Posts Tagged ‘fight or flight response’

I recently attended a lecture by animal behaviorist and veterinarian, Dr. Marsha Reich. I took notes to share with you, because what Dr. Reich had to say is something that all dog owners need to hear.

(Note: This is Part 1 of a 3-part series on Dogs and Fear)

Why dog dogs bite?

Dogs commonly bite due to fear, rather than dominance. Behaviorists today are challenging popularly-held notions about dominance aggression and alpha-male status in dogs. The behaviorists see dogs as belonging to a family, rather than a pack. Using this approach, biting is addressed as a fear response. Rooting out the source of the pet’s fear or anxiety is crucial to eliminating the potential for biting incidents, including among pets in a household and in outdoor settings (such as dog parks.)

Fear response in dogs is a reflex-like involuntary response, which manifests in one of four ways: fight, flight, freeze, fidget. For this series, I will focus on the Fight response.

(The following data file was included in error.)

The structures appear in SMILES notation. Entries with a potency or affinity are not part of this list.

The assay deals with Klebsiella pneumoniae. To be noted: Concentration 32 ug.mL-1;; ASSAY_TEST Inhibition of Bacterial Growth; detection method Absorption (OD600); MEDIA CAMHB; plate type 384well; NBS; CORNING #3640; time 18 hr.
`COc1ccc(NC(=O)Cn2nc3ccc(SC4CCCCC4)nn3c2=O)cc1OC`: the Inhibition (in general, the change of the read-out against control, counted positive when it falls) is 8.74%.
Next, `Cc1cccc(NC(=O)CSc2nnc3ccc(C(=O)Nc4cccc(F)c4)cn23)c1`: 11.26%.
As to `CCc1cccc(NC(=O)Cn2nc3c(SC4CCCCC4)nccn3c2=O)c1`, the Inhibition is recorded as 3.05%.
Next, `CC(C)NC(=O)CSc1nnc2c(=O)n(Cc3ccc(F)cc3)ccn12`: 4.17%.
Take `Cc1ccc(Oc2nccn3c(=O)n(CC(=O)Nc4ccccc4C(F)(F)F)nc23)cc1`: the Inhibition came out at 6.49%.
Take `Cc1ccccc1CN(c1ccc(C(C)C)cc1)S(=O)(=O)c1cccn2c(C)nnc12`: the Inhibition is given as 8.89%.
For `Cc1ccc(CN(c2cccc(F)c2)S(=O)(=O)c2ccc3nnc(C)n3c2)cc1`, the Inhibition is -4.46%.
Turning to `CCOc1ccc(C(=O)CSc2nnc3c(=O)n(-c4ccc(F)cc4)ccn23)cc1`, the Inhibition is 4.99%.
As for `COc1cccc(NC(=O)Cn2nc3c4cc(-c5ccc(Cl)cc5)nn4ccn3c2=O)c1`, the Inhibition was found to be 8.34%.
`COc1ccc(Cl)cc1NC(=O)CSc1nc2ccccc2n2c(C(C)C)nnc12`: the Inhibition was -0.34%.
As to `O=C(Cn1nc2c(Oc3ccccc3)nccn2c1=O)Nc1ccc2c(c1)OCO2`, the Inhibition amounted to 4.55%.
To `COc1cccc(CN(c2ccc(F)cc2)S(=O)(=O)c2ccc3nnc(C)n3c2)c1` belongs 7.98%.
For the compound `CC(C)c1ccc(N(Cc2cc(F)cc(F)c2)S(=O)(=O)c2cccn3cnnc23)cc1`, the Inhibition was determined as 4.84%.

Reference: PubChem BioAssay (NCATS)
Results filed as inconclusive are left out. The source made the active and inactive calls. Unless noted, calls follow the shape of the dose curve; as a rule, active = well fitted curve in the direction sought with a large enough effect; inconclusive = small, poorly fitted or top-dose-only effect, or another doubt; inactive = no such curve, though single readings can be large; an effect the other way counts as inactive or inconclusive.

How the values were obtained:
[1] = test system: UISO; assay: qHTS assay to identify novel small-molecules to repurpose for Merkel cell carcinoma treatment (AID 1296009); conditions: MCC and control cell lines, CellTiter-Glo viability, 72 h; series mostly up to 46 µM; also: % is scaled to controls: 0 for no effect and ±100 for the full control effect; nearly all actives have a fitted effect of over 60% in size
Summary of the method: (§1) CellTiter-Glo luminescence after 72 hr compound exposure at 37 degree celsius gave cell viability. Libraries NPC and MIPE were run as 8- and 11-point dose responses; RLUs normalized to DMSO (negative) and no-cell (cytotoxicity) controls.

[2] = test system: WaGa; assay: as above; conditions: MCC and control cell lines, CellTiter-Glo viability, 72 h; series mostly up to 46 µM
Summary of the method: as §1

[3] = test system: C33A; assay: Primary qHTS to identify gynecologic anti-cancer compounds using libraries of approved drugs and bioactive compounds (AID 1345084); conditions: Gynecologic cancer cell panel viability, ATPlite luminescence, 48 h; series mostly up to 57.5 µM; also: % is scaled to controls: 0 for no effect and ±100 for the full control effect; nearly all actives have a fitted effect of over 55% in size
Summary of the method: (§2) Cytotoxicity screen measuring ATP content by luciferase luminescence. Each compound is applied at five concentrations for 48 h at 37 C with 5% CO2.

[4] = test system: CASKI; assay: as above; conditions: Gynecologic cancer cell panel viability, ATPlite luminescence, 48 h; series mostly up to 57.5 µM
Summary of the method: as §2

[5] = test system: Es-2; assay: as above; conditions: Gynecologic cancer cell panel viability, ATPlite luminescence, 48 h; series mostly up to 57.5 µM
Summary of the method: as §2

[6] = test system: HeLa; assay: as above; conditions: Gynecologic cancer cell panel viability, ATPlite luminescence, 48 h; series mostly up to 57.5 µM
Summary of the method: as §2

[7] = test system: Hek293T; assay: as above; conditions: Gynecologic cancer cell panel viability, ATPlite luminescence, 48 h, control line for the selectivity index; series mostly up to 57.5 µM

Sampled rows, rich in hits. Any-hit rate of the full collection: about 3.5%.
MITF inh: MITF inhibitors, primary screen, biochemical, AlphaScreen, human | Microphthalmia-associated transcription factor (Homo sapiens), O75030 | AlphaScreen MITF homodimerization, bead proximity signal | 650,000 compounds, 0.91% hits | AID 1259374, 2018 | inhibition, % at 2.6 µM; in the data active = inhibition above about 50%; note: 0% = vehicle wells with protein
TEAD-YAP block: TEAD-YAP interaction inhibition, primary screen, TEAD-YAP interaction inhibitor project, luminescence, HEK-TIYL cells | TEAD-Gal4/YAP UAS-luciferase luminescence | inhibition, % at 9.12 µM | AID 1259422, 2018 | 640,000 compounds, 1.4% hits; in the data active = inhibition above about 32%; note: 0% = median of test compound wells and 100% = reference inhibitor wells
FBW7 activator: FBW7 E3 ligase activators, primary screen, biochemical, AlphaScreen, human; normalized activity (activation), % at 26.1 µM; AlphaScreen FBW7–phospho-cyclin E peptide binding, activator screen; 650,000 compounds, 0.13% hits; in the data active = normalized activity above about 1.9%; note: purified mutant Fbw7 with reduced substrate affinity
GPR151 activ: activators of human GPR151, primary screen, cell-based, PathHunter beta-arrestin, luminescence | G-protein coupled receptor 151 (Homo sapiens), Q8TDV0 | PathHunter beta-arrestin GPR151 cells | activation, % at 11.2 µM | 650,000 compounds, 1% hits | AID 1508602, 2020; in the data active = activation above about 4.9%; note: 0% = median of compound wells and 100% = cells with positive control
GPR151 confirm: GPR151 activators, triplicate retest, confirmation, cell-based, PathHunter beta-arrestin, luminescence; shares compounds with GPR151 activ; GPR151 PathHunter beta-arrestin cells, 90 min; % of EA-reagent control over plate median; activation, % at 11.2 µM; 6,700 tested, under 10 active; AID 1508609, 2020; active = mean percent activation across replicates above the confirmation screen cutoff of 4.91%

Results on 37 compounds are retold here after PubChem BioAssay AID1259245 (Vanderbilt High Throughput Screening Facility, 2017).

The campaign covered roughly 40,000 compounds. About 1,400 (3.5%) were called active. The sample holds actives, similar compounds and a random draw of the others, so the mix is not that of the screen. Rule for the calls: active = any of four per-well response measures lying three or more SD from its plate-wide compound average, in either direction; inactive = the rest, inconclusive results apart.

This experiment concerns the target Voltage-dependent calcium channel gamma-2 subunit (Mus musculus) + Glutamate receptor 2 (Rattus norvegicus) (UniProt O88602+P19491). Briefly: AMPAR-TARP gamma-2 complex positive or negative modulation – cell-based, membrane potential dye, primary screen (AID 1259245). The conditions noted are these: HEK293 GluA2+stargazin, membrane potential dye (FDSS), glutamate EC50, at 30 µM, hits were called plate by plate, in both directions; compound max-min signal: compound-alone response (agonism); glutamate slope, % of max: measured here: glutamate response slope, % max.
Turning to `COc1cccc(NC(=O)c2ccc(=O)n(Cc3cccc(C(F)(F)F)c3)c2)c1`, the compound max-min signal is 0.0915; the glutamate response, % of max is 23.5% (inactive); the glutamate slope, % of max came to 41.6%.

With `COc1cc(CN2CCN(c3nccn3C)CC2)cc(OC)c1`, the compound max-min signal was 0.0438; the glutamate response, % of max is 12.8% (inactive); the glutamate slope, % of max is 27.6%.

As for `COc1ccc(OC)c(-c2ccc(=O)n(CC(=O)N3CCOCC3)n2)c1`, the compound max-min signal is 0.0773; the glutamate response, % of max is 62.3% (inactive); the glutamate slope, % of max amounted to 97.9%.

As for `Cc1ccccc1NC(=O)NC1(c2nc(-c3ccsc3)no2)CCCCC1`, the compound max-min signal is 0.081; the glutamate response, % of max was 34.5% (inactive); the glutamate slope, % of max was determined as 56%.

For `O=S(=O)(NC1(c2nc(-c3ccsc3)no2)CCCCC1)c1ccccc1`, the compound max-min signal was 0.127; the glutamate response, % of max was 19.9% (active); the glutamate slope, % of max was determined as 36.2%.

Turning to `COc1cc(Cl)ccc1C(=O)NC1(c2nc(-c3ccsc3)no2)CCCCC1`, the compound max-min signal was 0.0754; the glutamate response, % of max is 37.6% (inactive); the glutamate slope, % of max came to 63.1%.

Fear, anxiety, and excitement are closely related, and dogs can switch from one to another in a second.
Think of the dog that excitedly greets another dog or a person, then switches suddenly to barking, snapping, and snarling, with fur raised.

Fear response in dogs is often triggered by “cornering.” A dog feels cornered when its movements are restricted in some way – such as being held in arms or tethered to a leash, or when another animal or a person approaches.

Dogs can feels cornered by obstacles in the household. If a person or animal approaches a dog while the dog’s flight path is blocked by a chair, ottoman, or other piece of furniture, the dog may feel cornered and bite to protect itself.

Interestingly, the fear response is engaged if the fear object approaches the dog, but not if the dog approaches the object. However, just because a dog sniffs your hand or gets close to you, that does not mean he wants to be petted.

Est. 1973

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Part 2 will appear on Tuesday, December 15, 2015.

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